That Prime Minister Modi concentrated on attacking the Congress in his public rally in Goa on Thursday clearly indicates that the ruling party sees its major challenge in that state from its traditional rival more than from the newer options.
At least until the last week or two, the campaigns of major newer entrants, TMC and AAP, have been more energetic, costly, and high profile.
No wonder. The top leaders of both, West Bengal Chief Minster Mamata Bannerjee and Delhi Chief Minster Arvind Kejriwal, both evidently see Goa as a southern stepping stone towards national acceptance as a prime ministerial alternative.
In case AAP fares well in Punjab and Uttarakhand, in both of which it is giving the Congress a run for its money, it would still only establish itself as a party with a strong base in the north. Goa could add a prominent southern outpost to its profile.
Yet, Modi only referred to the new entrants into Goa’s electoral fray at the end of his speech at Mapusa on Thursday evening. During the course of his far more concentrated attack on the Congress, Modi even pilloried Nehru for having delayed the liberation of Goa from colonial rule for too long.
As for his own party, Modi highlighted development projects, including the prospective new international airport at Mopa in north Goa. Work on the airport, which is much larger than the current Dabolim airport, is nearing completion.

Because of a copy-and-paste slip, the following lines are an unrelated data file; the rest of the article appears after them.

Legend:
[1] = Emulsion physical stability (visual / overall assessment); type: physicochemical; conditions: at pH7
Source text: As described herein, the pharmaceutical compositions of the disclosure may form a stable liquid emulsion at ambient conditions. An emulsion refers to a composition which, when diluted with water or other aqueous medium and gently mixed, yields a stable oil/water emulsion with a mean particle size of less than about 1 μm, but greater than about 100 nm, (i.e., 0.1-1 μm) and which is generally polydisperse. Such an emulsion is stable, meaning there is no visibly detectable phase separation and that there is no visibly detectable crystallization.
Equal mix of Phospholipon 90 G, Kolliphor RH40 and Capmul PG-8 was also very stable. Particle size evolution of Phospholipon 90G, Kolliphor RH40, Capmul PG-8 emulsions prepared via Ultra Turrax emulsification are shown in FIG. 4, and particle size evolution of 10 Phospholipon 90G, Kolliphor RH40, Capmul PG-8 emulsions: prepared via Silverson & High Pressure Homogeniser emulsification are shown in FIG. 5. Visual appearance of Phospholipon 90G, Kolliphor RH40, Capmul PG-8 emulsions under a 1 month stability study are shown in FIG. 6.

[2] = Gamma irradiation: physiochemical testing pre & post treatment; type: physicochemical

The prime minister emphasised Goa’s further potential as a tourist hub that could draw more tourists to India overall.
He also spoke of the major new connective bridge over the Mandovi river. Named Atal Setu for former prime minister Atal Behari Vajpayee, it connects north Goa with Panjim and with south Goa beyond, on the main national highway along the country’s west coast.
Strong efforts by TMC and AAP
Though they might finally be no more than also-rans, both TMC and AAP have put in huge effort, and money. TMC is more likely to dent the Congress in Goa, for it presents itself as an alternative to that party—from which its founders once split. The word ‘Congress’ is still part of the party’s name.
As soon as TMC stridently entered the Goa fray in late summer, it brought some prominent Congress leaders into its fold. It even sent one of them, former chief minister Luizinho Faleiro, to the Rajya Sabha, and appointed him a vice-president of TMC. Faleiro was quite a catch, for he had been a general secretary of the Congress, and had been put in charge of north-eastern states by that party.
On the other hand, AAP could potentially make a dent in the vote bases of both Congress and BJP in Goa. Its showing (zero seats) in the 2017 assembly elections was not encouraging, even though activists mounted a campaign with a higher visibility than other campaigns that year.
Elvis Gomes, who was its chief ministerial nominee last time, is now the Congress candidate for the state capital, Panjim.
Instead, Kejriwal is banking on a caste-based vote this time. While presenting Amit Palekar as AAP’s chief ministerial candidate three months ago, Kejriwal explicitly stated that Palekar’s Bhandari caste comprises a quarter of the state’s population. He further announced that the party would have a deputy chief minister from the Christian community, if it formed the government.